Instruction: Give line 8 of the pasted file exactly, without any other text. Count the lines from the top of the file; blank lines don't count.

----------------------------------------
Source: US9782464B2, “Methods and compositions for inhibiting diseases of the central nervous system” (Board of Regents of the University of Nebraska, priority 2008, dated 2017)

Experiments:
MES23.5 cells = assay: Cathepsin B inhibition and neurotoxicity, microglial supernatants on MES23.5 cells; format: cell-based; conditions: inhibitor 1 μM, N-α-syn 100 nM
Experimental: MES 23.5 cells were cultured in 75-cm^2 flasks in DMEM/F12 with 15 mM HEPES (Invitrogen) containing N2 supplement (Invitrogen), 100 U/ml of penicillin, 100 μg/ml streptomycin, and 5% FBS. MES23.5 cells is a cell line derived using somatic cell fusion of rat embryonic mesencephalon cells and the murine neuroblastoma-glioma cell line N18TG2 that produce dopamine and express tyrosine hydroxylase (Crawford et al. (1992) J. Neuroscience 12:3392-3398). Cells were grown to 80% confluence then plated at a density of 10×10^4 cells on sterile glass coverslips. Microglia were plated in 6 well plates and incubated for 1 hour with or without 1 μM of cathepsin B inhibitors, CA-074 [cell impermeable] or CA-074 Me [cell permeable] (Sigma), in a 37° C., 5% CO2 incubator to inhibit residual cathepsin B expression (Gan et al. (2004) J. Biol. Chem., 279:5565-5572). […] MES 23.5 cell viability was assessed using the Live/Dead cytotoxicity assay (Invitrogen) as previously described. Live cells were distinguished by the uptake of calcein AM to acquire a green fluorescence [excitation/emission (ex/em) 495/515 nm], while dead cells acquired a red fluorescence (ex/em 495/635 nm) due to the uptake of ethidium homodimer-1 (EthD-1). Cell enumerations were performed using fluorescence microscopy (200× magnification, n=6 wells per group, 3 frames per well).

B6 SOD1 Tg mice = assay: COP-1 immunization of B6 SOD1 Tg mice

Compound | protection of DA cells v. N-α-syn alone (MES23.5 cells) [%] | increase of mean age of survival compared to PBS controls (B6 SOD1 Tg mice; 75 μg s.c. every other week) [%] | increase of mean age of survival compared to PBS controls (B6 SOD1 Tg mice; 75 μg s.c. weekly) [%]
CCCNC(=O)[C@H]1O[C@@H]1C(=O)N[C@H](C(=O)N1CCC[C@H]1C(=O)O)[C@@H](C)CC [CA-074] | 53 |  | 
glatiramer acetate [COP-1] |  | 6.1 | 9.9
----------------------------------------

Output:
glatiramer acetate [COP-1] |  | 6.1 | 9.9